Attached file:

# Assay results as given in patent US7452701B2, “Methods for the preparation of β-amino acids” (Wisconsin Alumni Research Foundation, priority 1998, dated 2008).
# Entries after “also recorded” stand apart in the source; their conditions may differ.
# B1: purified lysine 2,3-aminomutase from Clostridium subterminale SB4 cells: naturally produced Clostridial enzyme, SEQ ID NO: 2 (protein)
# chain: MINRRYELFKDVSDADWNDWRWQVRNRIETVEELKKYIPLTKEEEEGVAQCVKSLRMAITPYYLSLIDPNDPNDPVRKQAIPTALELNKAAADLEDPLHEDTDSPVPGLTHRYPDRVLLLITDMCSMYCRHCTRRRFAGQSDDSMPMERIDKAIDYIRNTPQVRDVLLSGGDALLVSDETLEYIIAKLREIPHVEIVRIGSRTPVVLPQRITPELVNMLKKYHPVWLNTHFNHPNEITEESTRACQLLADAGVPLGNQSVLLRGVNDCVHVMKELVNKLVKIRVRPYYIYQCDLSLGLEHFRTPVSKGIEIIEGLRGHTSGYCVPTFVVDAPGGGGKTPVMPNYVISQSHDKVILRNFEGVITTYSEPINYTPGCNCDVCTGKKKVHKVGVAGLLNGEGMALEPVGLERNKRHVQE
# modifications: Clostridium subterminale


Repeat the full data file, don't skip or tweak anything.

# Assay results as given in patent US7452701B2, “Methods for the preparation of β-amino acids” (Wisconsin Alumni Research Foundation, priority 1998, dated 2008).
# Entries after “also recorded” stand apart in the source; their conditions may differ.
# B1: purified lysine 2,3-aminomutase from Clostridium subterminale SB4 cells: naturally produced Clostridial enzyme, SEQ ID NO: 2 (protein)
# chain: MINRRYELFKDVSDADWNDWRWQVRNRIETVEELKKYIPLTKEEEEGVAQCVKSLRMAITPYYLSLIDPNDPNDPVRKQAIPTALELNKAAADLEDPLHEDTDSPVPGLTHRYPDRVLLLITDMCSMYCRHCTRRRFAGQSDDSMPMERIDKAIDYIRNTPQVRDVLLSGGDALLVSDETLEYIIAKLREIPHVEIVRIGSRTPVVLPQRITPELVNMLKKYHPVWLNTHFNHPNEITEESTRACQLLADAGVPLGNQSVLLRGVNDCVHVMKELVNKLVKIRVRPYYIYQCDLSLGLEHFRTPVSKGIEIIEGLRGHTSGYCVPTFVVDAPGGGGKTPVMPNYVISQSHDKVILRNFEGVITTYSEPINYTPGCNCDVCTGKKKVHKVGVAGLLNGEGMALEPVGLERNKRHVQE
# modifications: Clostridium subterminale